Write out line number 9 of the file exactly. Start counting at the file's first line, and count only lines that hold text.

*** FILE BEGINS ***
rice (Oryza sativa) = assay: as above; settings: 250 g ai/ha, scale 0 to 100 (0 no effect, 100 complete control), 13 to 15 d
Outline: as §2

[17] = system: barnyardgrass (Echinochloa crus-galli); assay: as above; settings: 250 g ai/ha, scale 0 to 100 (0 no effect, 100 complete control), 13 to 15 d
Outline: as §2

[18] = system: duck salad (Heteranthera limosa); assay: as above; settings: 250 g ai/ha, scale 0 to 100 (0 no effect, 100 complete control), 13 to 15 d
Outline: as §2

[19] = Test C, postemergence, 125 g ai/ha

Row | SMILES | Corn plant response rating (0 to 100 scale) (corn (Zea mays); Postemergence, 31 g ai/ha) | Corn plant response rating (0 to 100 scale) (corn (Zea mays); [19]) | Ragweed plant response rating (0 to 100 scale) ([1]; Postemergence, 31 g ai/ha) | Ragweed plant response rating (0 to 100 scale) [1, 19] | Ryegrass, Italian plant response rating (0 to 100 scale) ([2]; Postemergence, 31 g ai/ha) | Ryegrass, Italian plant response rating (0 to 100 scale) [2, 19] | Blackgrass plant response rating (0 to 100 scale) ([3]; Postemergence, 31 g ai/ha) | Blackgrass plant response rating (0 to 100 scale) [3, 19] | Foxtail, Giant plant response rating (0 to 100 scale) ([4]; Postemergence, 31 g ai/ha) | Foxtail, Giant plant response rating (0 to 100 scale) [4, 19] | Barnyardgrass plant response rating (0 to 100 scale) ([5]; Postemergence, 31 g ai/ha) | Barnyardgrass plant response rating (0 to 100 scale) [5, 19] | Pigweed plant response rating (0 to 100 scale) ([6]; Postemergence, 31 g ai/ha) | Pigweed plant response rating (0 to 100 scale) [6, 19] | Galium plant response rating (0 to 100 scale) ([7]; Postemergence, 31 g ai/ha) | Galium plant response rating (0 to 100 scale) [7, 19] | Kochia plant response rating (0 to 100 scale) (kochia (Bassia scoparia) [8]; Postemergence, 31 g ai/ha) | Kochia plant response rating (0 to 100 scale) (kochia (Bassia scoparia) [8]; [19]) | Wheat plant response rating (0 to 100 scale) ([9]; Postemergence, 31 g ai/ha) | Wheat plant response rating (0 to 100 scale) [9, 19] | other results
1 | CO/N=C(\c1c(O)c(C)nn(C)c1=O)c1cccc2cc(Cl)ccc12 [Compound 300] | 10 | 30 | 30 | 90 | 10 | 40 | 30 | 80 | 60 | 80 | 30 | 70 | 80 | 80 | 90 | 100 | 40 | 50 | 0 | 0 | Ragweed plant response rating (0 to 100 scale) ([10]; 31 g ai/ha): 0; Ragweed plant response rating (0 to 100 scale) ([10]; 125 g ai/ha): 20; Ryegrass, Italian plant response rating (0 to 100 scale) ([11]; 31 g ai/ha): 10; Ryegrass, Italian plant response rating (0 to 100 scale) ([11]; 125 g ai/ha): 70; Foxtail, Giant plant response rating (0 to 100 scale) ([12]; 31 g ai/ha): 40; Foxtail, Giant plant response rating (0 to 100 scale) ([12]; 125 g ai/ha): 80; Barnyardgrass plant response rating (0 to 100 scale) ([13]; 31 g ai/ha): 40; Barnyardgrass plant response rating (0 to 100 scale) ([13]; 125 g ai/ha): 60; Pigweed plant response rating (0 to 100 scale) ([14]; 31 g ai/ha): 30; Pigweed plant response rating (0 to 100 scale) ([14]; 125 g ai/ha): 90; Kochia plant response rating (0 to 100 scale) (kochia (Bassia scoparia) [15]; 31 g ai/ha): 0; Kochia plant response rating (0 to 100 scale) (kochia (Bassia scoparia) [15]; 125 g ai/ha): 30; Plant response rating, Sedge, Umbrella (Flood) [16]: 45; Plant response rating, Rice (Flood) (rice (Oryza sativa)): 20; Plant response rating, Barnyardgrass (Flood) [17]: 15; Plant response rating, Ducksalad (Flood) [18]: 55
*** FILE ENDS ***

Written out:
1 | CO/N=C(\c1c(O)c(C)nn(C)c1=O)c1cccc2cc(Cl)ccc12 [Compound 300] | 10 | 30 | 30 | 90 | 10 | 40 | 30 | 80 | 60 | 80 | 30 | 70 | 80 | 80 | 90 | 100 | 40 | 50 | 0 | 0 | Ragweed plant response rating (0 to 100 scale) ([10]; 31 g ai/ha): 0; Ragweed plant response rating (0 to 100 scale) ([10]; 125 g ai/ha): 20; Ryegrass, Italian plant response rating (0 to 100 scale) ([11]; 31 g ai/ha): 10; Ryegrass, Italian plant response rating (0 to 100 scale) ([11]; 125 g ai/ha): 70; Foxtail, Giant plant response rating (0 to 100 scale) ([12]; 31 g ai/ha): 40; Foxtail, Giant plant response rating (0 to 100 scale) ([12]; 125 g ai/ha): 80; Barnyardgrass plant response rating (0 to 100 scale) ([13]; 31 g ai/ha): 40; Barnyardgrass plant response rating (0 to 100 scale) ([13]; 125 g ai/ha): 60; Pigweed plant response rating (0 to 100 scale) ([14]; 31 g ai/ha): 30; Pigweed plant response rating (0 to 100 scale) ([14]; 125 g ai/ha): 90; Kochia plant response rating (0 to 100 scale) (kochia (Bassia scoparia) [15]; 31 g ai/ha): 0; Kochia plant response rating (0 to 100 scale) (kochia (Bassia scoparia) [15]; 125 g ai/ha): 30; Plant response rating, Sedge, Umbrella (Flood) [16]: 45; Plant response rating, Rice (Flood) (rice (Oryza sativa)): 20; Plant response rating, Barnyardgrass (Flood) [17]: 15; Plant response rating, Ducksalad (Flood) [18]: 55